Former NHL player Riley Cote is among those who say cannabidiol should be used by pro hockey players
Advocates of cannabidiol (CBD) say it could have medical benefits for professional athletes like hockey players, particularly as an increased number of predatory hits in the NHL this season is reigniting concerns about players experiencing traumatic brain injuries (TBIs).
Riley Cote, a former NHL player who dressed in 156 games over four seasons, is one of them. Since retiring from professional hockey in 2010, Cote has used CBD, a compound found in cannabis plants, to help his body heal from multiple years of playing a contact sport at its highest level.
His preferred methods of dosing are tincture, which is oil-based and sits under the tongue for 15 to 20 seconds, as well as capsule and topical form.
Cote says it could help treat current professionals as well.
“On the concussion side of things, if you’re administering cannabinoids daily, getting in the routine of it, you’re protecting your brain from the inside out,” Cote said in an interview with the Toronto Observer.
Watch: Former NHL player Riley Cote talks about CBD use in professional sports:
Cote recorded more than 400 penalty minutes in his four years with the Philadelphia Flyers and was known for his physical play.
Current NHL stars like Oilers’ captain Connor McDavid and Matt Duchene of the Nashville Predators are also among those who believe the NHL should take a hard look at CBD.
“I say this more talking about the CBD side of it, obviously: You’d be stupid not to at least look into it,” Edmonton Oilers captain Connor McDavid told TSN in 2018.
“When your body’s sore like it is sometimes, you don’t want to be taking pain stuff and taking Advil all the time. There’s obviously better ways to do it….
“You’re seeing a lot of smart guys look into it. You’re seeing a lot of really smart doctors look into it. If all the boxes are checked there and it’s safe and everything like that, then I think you would maybe hear them out.”
Athletes with chronic pain issues have traditionally been prescribed powerful opioids or other analgesics, but CBD could prove to be a safer and less addictive alternative.
The sale of CBD has been legal in Canada since October 2018, when the Cannabis Act was enacted. CBD does not have the same psychoactive effect as tetrahydrocannabinol (THC), the other main compound in cannabis plants. It is commonly sold as an oil or spray, either combined with THC or on its own.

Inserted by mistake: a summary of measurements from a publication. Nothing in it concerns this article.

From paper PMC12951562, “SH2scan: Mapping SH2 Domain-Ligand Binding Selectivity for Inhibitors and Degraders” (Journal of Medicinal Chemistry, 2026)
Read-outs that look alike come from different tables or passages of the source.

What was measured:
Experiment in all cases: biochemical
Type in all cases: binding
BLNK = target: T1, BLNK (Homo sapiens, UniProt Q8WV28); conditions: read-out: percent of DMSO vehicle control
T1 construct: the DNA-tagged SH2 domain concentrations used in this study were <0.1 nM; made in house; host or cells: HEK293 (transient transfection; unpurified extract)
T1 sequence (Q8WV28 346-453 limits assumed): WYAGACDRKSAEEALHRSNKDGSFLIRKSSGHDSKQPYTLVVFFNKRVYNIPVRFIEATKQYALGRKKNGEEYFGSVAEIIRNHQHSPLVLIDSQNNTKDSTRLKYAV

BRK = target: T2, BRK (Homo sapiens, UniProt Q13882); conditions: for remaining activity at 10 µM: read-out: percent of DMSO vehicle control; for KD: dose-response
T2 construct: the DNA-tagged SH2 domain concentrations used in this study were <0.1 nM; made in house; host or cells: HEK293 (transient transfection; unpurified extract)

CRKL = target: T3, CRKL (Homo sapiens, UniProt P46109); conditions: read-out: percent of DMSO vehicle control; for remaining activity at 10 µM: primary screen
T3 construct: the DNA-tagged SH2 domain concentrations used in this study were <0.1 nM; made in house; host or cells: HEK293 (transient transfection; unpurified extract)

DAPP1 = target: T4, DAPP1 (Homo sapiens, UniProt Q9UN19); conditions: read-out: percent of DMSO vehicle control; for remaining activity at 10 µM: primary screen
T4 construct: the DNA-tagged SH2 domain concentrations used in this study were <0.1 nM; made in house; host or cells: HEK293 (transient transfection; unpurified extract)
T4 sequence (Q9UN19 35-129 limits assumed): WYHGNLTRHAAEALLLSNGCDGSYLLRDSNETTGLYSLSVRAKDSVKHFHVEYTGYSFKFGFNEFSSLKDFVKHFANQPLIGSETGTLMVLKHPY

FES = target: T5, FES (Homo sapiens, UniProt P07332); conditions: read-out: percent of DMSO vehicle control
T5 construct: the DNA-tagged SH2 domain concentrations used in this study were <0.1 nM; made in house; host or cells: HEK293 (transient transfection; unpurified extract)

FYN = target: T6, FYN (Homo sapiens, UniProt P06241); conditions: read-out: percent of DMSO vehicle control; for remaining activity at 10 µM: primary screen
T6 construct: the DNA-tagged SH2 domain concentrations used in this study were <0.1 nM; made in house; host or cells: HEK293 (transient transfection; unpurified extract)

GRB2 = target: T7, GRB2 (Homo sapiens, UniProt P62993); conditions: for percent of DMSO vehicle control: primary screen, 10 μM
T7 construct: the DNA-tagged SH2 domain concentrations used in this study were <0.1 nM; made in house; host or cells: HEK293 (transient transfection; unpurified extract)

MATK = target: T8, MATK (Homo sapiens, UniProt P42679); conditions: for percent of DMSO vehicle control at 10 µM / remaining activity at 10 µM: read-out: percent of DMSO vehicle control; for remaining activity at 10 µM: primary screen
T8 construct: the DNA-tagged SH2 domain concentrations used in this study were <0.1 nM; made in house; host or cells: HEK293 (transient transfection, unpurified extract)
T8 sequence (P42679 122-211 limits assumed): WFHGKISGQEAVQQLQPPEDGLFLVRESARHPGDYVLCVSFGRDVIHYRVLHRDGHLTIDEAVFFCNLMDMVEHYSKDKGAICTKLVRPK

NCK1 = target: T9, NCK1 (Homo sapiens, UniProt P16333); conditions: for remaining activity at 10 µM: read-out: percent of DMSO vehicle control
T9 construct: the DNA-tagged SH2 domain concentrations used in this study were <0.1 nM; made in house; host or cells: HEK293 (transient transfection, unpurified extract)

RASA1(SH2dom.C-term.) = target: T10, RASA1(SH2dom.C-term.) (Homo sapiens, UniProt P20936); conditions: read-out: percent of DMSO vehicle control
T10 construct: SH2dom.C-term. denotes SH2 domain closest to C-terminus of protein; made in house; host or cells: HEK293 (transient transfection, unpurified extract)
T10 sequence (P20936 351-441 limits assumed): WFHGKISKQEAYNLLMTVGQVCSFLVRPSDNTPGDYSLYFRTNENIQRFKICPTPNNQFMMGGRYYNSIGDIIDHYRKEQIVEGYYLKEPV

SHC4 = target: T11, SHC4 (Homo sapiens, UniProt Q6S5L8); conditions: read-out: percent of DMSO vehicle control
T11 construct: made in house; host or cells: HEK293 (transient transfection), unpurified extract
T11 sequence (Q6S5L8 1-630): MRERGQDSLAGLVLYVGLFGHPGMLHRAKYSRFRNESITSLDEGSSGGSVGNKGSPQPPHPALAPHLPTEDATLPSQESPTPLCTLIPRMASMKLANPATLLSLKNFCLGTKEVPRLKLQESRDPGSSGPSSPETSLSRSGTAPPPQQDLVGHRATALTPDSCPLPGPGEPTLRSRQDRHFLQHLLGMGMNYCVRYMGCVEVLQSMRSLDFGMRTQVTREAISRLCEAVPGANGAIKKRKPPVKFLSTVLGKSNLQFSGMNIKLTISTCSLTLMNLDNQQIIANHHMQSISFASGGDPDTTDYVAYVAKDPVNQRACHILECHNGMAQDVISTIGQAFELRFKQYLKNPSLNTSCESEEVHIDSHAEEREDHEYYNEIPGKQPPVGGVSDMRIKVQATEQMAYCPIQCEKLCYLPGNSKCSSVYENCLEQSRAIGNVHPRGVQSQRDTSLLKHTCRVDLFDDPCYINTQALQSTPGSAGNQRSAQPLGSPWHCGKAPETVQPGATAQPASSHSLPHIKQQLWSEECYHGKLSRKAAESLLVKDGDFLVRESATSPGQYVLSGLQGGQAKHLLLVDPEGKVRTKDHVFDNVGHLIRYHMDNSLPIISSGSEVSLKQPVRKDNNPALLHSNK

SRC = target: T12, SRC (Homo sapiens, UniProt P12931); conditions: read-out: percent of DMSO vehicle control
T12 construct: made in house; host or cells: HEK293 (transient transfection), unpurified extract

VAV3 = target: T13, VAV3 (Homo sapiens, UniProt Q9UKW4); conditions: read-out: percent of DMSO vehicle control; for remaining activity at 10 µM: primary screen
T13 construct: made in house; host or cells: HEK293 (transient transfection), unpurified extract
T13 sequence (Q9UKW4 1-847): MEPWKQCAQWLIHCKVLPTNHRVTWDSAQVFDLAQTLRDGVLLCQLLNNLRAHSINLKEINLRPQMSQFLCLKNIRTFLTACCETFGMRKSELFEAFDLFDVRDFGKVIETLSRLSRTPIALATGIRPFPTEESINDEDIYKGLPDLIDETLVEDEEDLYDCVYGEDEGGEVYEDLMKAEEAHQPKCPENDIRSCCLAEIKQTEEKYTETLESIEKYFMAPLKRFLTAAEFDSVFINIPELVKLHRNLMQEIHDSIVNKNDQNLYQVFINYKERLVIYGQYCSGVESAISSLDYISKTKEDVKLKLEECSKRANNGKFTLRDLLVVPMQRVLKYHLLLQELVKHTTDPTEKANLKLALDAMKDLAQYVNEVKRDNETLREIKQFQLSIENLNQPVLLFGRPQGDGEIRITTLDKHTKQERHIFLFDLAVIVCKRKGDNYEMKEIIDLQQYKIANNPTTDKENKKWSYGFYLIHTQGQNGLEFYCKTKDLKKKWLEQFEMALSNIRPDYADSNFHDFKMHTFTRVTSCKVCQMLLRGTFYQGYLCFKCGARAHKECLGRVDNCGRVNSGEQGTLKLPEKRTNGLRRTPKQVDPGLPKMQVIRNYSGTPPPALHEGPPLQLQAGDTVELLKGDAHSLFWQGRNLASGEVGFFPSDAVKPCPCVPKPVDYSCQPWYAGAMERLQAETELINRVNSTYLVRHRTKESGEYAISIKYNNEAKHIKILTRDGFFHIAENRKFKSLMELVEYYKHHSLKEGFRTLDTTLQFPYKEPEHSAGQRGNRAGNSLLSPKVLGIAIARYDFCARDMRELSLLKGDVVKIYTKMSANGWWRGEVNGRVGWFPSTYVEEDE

‘Impressive neuroprotective results’
Martin Lee from Project CBD, a California-based non-profit that advocates for CBD use, believes a remedy that combines CBD and THC would be an ideal therapeutic candidate to treat athletes and others with TBIs.
“CBD has delivered impressive neuroprotective results in preclinical experiments,” Lee said in an email. “Pioneering medical scientists recognize that CBD can convey potent, long-lasting neuroprotection if given as much as 12 hours after the onset of a head injury.”
The Proceedings of the National Academy of Sciences published a 1998 report on the neuroprotective properties of CBD and THC in rats. The report was co-authored by a team of U.S. government researchers, including Nobel laureate Julius Axelrod.
The researchers found that CBD and THC have a particular application as neuro-protectants, in limiting neurological damage following injuries such as stroke or TBIs.
‘It should be in the locker room’
Cote’s opinions on CBD echo the study’s findings.
“Yes, in contact sports head trauma does occur,” he said. “But if you can jump start the recovery process by having these anti-inflammatory agents already in your body, already protecting your brain, well maybe a three-to-four week concussion becomes a one to two week concussion.”
But Dr. Ian Horseman, owner of the Brain Therapy Clinic in Peterborough, Ont., said more research is needed to bear out CBD’s potential benefits for TBIs.
“While there is no research that definitively proves or disproves the use of CBD with concussion patients, I have had a number of patients tell me it helps them tremendously,” said Horseman, whose clinic specializes in functional neurology and offers treatments for head injuries.
Cote remains optimistic about CBD’s future in medicine. “I’d like to think that in the next year or two it’s not only accepted by sports organizations, but that it’s provided by sports organizations and the medical staff. It should be in the locker room.”
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